The Responsible Party (GDPR “controller”) is the person or company that determines the purpose and means for processing personal information, and is responsible and liable for compliance with POPIA and PAIA. Liability may include administrative fines, criminal convictions and civil damages.
Because there is some overlap between POPIA and PAIA (the “Promotion of Access to Information Act”), I will be mentioning both regulations here. The Information Officer is defined in POPIA and PAIA as the head of a private body and is responsible for ongoing compliance by the Responsible Party with POPIA and PAIA. One or more Deputy Information Officers may be appointed. The Information Officer’s duties and responsibilities are stated in POPIA and PAIA and related regulations and notices, and may include personal liabilities for destroying, damaging, altering, concealing, falsifying or making a false record with intent to deny a right of access in terms of PAIA, for wilfully or in a grossly negligent manner failing to make available a PAIA manual as per section 51 of PAIA or for non-compliance with an Enforcement Notice. While POPIA or PAIA say nothing about it, the Information Regulator’s Guidance Notice of 1 April 2021 states that Information Officers and Deputies must be “an employee of a private body at a level of management and above”.
An Operator (GDPR “processor”) is an independent contractor that processes personal information on behalf of the Responsible Party. Section 20 and 21 of POPIA state that an operator may only act with the (written) knowledge or authorisation of the Responsible Party, and must treat personal information confidentially.
A Data Subject is the person the “personal information” relates to. Put differently, the person that may be ‘identified’ by the personal information.
By default, the head of the company, usually the CEO, is responsible for compliance with POPIA. POPIA refers to this company as the “Responsible Party” and to the head as the “Information Officer”. The administration (but not accountability) of the responsibilities and duties of the Information Officer may be delegated to one or more Deputy Information Officers. Processing operations (but not accountability) may be outsourced to third parties (“Operators”) – independent persons or companies that process personal information on behalf, with full knowledge and authorisation in writing by the Responsible Party.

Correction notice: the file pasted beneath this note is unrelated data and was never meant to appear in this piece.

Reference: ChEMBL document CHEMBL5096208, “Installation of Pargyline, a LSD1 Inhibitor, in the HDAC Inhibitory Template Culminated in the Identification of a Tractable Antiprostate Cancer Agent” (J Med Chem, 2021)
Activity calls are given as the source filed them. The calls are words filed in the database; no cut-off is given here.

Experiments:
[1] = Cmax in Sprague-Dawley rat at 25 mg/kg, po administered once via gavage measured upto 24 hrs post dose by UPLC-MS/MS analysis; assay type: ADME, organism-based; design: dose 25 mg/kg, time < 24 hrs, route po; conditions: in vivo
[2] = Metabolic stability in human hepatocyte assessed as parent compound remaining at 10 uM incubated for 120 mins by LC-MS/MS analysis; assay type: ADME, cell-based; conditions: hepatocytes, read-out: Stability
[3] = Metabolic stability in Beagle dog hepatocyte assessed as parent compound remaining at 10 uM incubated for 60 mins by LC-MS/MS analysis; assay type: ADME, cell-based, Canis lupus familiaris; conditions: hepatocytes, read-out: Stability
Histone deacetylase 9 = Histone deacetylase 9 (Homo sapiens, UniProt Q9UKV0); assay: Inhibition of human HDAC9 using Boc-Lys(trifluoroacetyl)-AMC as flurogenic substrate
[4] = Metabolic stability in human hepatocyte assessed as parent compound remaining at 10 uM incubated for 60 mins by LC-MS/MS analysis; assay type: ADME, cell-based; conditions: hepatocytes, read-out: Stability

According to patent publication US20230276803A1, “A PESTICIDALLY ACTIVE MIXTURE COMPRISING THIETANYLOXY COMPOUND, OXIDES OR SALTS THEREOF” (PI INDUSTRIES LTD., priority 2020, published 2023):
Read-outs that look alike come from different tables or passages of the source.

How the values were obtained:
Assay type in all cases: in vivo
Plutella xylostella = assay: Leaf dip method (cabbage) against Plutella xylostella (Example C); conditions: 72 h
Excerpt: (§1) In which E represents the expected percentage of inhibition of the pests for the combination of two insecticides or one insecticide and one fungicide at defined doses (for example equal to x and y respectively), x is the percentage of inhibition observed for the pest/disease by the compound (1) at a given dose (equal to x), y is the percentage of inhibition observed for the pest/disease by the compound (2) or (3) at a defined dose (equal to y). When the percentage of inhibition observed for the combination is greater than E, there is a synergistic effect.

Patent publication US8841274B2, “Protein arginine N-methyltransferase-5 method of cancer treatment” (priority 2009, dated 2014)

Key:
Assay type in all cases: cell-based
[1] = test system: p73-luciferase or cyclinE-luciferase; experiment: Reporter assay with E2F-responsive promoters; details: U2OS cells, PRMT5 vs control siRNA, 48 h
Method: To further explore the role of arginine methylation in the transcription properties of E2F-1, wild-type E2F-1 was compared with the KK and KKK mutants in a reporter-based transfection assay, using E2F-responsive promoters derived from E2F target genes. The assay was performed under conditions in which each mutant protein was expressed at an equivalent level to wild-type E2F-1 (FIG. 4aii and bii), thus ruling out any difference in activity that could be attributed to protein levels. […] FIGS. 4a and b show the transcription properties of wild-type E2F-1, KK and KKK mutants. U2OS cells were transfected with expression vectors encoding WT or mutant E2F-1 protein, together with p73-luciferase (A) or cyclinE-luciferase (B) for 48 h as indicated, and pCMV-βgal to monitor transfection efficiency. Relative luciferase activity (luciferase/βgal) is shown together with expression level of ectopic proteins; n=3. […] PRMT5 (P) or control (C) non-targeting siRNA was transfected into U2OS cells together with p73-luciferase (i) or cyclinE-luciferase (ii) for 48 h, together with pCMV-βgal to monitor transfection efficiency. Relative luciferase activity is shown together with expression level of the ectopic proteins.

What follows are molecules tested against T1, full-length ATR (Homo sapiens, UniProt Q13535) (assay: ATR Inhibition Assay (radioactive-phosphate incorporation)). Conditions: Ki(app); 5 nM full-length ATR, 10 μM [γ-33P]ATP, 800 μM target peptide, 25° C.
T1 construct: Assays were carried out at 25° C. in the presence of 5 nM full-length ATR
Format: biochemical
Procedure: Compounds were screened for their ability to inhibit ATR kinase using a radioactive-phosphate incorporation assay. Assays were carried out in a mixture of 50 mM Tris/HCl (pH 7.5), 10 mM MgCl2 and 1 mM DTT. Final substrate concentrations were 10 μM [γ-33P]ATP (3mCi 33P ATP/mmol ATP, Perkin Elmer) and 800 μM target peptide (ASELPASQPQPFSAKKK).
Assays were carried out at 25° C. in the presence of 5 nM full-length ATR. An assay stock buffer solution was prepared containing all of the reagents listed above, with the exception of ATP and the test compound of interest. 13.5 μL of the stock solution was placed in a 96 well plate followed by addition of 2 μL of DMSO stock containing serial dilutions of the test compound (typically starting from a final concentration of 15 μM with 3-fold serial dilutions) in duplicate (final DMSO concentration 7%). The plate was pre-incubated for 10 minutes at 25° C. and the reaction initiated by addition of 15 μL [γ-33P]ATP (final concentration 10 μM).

This is the “Minimality Principle”. Firstly, processing of personal information must be adequate, relevant and not excessive in relation to the (specific) purpose for which is it processed. Secondly, personal information may only be processed if the data subject has consented (and for as long as this consent is not withdrawn), when it is necessary to meet contractual obligations with the data subject, when it is imposed by law, or when it is necessary to protect a legitimate interest of the data subject, responsible party or a third party.
Personal information may only be collected for a specific, explicitly defined and lawful purpose, and not be retained for longer than is necessary for achieving that purpose.
Once collected, personal information must be processed (stored, used, shared, etc) in accordance and compatible with the purpose for which it was initially collected.
The processor of personal information must ensure that the information is complete, accurate, not misleading and updated.
Data Processors must be transparent about how they process personal information at the moment of collection, and keep record of processing operations for the duration of the processing. Collection – At the time of collection (or as soon as possible after) the person whose information is collected must be made aware of which information is being collected, the contact details of the processor, the purpose for which it is collected, whether the supply of the information is voluntary or mandatory, the consequences of failure to supply the information, the processor’s intention to transfer the information outside of South Africa’s borders and the level of privacy protection offered in that country, the recipients of the information, the right of access and the right to rectify the information, the right to object, and the right to lodge a complaint with the Information Regulator. Processing – All processing activities in terms of Section 51 of PAIA must be recorded
The integrity and confidentiality of personal information must be secured by means of appropriate, reasonable technical and organisational measures, to prevent loss, damage, and unauthorised access to, or destruction of information. Foreseeable risks must be identified, and safeguards implemented and updated as need be. Should there be reason to believe that personal information has been accessed by an unauthorised person, the Information Regulator and the person to whom the information relates must be notified (as per s22 POPIA) as soon as possible.
A person or a company, subject to providing adequate proof of identity, may request confirmation of the fact that personal information is being processed (free of charge), request the record or a description of the information (at a fee), and request the correction of the information, in the manner prescribed by Section 53 PAIA (Form C).